I have always loved to draw and feel the pencil in my fingers. I developed my relationship with Prismacolor pencils in 2010. By the spring of 2011, my drawings had transitioned to hard edged abstracts. They were unique in that the common techniques, such as shading, blending, and burnishing, were not utilized. I had become quite prolific in making these and people were taking notice.
Then came July 25, 2011. I went to my job as a welder. That morning I was building a very large steel frame. I used a crane and a lifting clamp to lift into place large steel plates. While lifting the last piece of steel, the clamp failed and allowed the steel plate to fall on my right hand, my drawing hand. My middle, ring, and pinky fingers were smashed and my ring finger bone was sheared into two pieces. The fact that I was wearing heavy duty welding gloves is the only reason my fingers were not amputated. So two surgeries (4 screws, 2 pins, and 1 plate) later I was left without the use of my right hand for the next 5 1/2 months. I found myself in a position where I could not draw and was feeling very sorry for myself – feeling that way for three days was enough. I decided to figure out how to draw left handed. It would have been impossible to expect me to be able to draw the way I did right-handed. As an acknowledgement to this, I created a jagged line to serve as an outline around solidly colored shapes. There were 7 pieces in this series punctuated by my left- handed signature at the bottom left of each piece (without any forethought, I discovered my signature is virtually identical using either hand). It was while I was drawing those pieces that I was inspired to make that jagged line, now evolved to a more symbolic looking line, the subject matter of the drawing.
By mid-January 2012, I had regained the use of my right hand. I applied what I had learned from using my left hand to my right. I then set forth on the exploration of my line. The first drawings were pattern fields. These were typified by symmetrical, non repetitive, horizontal rows of my line in monochrome or polychrome. People would refer to these as my “barbed wire” or “stitch” drawings. I was satisfied that the line on its own was working well and felt that it needed to be doing something more than just being in symmetrical rows. The next series would have the line being pulled apart, ripped, restrained, and tied up. Geometric shapes made their way into the compositions. My work had developed movement and kinetic energy. Although I was very pleased that people identified my work by a name, Barbed Wire, I wanted to make the line softer and more flowing. I was compelled to belie the sharpness of the line and its origins to make work that was fabric-like, even organic. There were no straight lines at this point, only curvilinear lines that were plant-like. They were seemingly windswept or intricately entangled in a thorny thicket. My work had now evolved into something that was the polar opposite of how it began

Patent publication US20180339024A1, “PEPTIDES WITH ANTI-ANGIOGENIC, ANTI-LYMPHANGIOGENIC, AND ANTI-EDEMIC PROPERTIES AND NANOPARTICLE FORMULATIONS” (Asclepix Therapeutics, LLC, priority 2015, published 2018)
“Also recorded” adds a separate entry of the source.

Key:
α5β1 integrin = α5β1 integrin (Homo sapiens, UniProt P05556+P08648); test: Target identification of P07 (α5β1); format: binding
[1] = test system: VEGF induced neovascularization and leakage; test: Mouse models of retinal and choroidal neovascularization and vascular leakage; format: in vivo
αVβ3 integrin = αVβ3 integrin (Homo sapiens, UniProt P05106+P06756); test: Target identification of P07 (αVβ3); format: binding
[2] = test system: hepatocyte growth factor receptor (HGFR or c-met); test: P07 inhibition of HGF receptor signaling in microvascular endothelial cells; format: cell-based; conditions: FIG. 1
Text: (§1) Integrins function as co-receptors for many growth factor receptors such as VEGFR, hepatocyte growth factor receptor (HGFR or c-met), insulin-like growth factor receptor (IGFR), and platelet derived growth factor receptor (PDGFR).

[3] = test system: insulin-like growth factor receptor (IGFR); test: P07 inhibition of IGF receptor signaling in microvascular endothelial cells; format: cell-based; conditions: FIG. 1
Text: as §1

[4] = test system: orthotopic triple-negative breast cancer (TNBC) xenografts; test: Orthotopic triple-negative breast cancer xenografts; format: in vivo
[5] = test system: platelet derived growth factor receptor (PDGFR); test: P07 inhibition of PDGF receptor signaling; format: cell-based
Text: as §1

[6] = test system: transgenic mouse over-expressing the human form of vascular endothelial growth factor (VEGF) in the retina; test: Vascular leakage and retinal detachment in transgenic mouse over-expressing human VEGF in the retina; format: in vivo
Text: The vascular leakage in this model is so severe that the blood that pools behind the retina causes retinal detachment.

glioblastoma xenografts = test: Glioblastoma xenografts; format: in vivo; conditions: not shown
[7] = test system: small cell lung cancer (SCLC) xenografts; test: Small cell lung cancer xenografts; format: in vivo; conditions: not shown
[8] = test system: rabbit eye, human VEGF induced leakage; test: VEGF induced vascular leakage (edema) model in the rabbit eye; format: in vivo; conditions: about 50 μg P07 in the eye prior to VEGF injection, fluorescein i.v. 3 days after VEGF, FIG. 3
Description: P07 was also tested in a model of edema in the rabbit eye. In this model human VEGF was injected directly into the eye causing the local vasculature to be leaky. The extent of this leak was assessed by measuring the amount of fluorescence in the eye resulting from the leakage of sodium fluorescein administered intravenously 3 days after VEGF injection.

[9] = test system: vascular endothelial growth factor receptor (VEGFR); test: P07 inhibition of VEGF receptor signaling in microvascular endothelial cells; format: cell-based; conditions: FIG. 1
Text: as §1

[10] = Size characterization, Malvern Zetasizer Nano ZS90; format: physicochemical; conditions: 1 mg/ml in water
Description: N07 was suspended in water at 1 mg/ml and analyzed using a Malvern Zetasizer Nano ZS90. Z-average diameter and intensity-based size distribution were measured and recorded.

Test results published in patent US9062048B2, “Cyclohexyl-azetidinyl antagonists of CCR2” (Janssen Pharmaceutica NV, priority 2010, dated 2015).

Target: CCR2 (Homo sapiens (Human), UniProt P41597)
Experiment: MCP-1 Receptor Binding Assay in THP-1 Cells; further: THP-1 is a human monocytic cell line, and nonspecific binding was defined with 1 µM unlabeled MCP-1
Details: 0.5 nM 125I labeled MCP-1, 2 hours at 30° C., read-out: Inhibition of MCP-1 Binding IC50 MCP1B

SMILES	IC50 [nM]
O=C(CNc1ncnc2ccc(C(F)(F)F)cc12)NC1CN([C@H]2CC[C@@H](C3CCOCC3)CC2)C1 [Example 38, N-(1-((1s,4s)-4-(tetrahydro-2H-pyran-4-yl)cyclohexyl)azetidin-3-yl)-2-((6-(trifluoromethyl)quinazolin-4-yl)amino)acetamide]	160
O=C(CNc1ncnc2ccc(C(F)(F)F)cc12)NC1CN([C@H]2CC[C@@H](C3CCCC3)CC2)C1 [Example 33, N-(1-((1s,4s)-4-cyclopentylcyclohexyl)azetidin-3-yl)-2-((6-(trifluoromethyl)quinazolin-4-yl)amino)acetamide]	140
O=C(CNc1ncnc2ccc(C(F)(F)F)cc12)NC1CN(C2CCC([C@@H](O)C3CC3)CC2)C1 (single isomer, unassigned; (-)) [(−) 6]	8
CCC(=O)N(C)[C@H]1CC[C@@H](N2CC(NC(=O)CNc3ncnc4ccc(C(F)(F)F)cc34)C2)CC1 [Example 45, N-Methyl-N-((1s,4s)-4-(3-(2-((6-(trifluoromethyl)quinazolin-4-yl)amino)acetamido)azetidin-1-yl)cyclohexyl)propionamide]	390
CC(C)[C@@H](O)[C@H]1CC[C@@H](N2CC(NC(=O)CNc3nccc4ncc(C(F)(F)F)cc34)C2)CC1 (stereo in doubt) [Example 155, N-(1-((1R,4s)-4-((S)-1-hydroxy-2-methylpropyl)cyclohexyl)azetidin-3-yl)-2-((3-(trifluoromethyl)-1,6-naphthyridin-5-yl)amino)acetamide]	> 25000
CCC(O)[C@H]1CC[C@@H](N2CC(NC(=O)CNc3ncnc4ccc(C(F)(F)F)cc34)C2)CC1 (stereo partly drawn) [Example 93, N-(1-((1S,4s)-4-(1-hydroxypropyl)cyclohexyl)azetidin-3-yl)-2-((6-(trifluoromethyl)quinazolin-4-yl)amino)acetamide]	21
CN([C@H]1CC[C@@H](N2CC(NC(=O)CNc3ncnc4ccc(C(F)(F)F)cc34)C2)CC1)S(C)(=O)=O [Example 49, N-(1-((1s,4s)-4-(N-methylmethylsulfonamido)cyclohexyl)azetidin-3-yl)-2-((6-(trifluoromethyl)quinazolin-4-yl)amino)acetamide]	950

I look back on July 25, 2011 as the single most positive, important event in my career as an artist. Losing the use of my right hand opened the door to discovery. It forced me to analyze my situation and adapt my art to what I still had to work with: my imagination, my talent, and my left hand.